Inuit traditions reflect and enhance the richness and complexity of life in the Arctic. Inuit art also reflects the creative vision and resourcefulness of the individual artists, who use mainly stone, bone, and paper to record their history, personal experiences, and to contemplate the greatest mysteries of life. These artists have also found their place in an increasingly complex and changing world by preserving old ways while embracing new artistic traditions.
Mammoths at the Museum
Schaefer Mammoth Discovery
The Schaefer mammoth discovery began in 1964, when a farmer by the name of Frank Schaefer had hired a man to cut a drainage tile ditch through his field. While excavating the ditch, the contractor hit something that literally knocked him off his feet. Remarkably he had banged into the end of a woolly mammoth’s femur. A little more digging revealed tusk fragments.
At the time, Phil Sander, a local amateur archaeologist, sketched a detailed map of the site, and Mr. Schaefer donated the bones to the Kenosha Public Museum.
Dan Joyce used Sander’s map almost 30 years later, in 1991, to relocate the site on the Schaefer farm. After about 18 months of painstaking work, he and his team of volunteers discovered the nearly complete remains of the oldest known mammoth believed to have been butchered by humans with tools east of the Mississippi River. The Schaefer mammoth was 80 percent complete.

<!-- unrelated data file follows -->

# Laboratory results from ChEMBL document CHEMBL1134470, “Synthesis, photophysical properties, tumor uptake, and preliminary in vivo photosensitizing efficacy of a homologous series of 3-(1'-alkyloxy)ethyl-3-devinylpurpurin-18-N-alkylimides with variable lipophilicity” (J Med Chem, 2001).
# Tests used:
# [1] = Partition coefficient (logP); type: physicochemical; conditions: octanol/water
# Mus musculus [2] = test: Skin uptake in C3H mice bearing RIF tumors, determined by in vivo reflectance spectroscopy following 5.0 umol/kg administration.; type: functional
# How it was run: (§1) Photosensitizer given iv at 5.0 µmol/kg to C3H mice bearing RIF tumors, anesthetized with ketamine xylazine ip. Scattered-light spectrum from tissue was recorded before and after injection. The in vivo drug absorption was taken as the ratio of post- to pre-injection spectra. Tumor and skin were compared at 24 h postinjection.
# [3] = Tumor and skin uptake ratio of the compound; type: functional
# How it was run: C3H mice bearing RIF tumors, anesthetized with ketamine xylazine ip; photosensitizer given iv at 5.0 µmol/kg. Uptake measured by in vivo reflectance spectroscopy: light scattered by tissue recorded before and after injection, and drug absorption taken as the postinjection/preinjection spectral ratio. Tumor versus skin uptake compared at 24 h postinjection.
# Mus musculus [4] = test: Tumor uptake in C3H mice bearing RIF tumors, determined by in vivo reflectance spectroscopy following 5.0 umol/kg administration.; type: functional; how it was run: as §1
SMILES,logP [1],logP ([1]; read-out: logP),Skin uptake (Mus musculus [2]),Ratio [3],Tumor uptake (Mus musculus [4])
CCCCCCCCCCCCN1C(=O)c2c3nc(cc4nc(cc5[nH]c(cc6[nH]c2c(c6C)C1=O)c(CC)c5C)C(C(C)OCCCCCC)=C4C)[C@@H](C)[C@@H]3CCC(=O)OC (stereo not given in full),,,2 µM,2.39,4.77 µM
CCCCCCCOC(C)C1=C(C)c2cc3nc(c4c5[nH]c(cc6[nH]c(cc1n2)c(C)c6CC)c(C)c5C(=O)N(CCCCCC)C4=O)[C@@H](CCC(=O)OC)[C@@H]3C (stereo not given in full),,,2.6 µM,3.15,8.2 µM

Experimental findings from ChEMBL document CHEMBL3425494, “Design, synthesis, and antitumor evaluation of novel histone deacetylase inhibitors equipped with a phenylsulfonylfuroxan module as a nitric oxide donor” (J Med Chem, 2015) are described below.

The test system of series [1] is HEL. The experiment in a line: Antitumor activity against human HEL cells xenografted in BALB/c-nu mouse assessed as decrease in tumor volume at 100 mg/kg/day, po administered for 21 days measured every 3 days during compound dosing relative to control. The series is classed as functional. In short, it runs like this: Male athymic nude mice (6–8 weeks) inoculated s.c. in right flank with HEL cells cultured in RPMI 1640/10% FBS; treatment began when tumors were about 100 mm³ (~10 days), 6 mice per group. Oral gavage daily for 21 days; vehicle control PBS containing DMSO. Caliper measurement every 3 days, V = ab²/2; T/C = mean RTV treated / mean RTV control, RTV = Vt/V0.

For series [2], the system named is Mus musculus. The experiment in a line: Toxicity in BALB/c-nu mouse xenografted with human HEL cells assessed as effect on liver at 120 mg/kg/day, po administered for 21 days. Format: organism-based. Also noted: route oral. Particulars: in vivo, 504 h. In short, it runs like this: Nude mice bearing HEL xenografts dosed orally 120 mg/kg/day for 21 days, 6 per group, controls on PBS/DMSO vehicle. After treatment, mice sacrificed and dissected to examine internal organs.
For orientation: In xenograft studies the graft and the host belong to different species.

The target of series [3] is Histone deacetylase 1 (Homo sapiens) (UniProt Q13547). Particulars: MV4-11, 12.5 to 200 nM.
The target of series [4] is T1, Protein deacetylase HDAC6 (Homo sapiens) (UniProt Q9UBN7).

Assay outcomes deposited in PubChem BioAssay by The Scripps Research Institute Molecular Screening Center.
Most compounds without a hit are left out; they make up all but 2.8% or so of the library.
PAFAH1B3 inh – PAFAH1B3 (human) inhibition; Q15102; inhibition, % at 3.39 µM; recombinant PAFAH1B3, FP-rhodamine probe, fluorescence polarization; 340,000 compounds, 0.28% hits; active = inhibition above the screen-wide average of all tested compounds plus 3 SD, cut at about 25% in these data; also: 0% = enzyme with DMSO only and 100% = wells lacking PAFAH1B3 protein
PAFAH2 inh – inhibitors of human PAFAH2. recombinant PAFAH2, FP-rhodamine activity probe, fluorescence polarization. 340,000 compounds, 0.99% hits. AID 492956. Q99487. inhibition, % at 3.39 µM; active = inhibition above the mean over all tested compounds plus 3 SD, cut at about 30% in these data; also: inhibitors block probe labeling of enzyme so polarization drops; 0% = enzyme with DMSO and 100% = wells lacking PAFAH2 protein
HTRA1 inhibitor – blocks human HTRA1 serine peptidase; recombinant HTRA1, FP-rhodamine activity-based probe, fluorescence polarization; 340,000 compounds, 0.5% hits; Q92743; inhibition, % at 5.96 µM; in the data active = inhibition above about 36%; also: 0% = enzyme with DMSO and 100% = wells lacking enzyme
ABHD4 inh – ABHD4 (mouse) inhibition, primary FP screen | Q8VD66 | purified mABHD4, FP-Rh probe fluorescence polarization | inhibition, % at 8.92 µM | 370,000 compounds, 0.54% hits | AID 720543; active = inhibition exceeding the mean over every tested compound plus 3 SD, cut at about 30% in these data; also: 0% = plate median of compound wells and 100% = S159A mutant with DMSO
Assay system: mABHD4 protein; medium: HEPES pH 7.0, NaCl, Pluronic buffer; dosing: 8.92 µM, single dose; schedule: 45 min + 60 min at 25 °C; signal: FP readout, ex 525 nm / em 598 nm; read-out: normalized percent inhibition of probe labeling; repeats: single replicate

“The mammoth had died near the edge of a lake formed by glacier melt. Because it died thousands of years before the advent of bows and arrows, it was likely killed by Paleo-Indians wielding thrusting spears,” Joyce explained.
During the excavation of the Schaefer site, Frank Schaefer’s neighbor, John Hebior, approached Mr. Schaefer about a large bone he had uncovered on his farm many years before the Schaefer mammoth was discovered.
Hebior Mammoth Discovery
One year after the Schaefer mammoth was excavated, Wasion went to work again, this time with archaeologist Dr. David Overstreet, on excavating the Hebior mammoth. What they discovered was that like the Schaefer mammoth, the Hebior mammoth was disarticulated and possessed the cut marks and stone tools which led to the conclusion that it, too, was butchered by humans.